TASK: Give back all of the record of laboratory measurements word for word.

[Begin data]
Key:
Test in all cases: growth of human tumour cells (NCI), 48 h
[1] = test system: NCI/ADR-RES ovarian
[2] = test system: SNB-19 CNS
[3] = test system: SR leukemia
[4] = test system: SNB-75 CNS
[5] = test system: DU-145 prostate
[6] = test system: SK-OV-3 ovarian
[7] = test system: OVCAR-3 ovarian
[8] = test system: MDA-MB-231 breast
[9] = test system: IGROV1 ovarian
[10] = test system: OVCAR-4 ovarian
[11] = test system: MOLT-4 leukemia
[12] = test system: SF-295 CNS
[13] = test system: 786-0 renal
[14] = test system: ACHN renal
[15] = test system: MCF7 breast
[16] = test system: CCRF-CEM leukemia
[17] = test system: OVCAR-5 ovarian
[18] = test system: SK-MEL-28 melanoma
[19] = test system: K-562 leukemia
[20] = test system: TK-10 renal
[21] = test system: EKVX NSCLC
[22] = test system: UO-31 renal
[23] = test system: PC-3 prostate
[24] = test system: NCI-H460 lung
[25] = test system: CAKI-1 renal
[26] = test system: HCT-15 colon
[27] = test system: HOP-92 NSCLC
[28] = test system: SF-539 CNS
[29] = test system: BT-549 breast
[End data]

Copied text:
Key:
Test in all cases: growth of human tumour cells (NCI), 48 h
[1] = test system: NCI/ADR-RES ovarian
[2] = test system: SNB-19 CNS
[3] = test system: SR leukemia
[4] = test system: SNB-75 CNS
[5] = test system: DU-145 prostate
[6] = test system: SK-OV-3 ovarian
[7] = test system: OVCAR-3 ovarian
[8] = test system: MDA-MB-231 breast
[9] = test system: IGROV1 ovarian
[10] = test system: OVCAR-4 ovarian
[11] = test system: MOLT-4 leukemia
[12] = test system: SF-295 CNS
[13] = test system: 786-0 renal
[14] = test system: ACHN renal
[15] = test system: MCF7 breast
[16] = test system: CCRF-CEM leukemia
[17] = test system: OVCAR-5 ovarian
[18] = test system: SK-MEL-28 melanoma
[19] = test system: K-562 leukemia
[20] = test system: TK-10 renal
[21] = test system: EKVX NSCLC
[22] = test system: UO-31 renal
[23] = test system: PC-3 prostate
[24] = test system: NCI-H460 lung
[25] = test system: CAKI-1 renal
[26] = test system: HCT-15 colon
[27] = test system: HOP-92 NSCLC
[28] = test system: SF-539 CNS
[29] = test system: BT-549 breast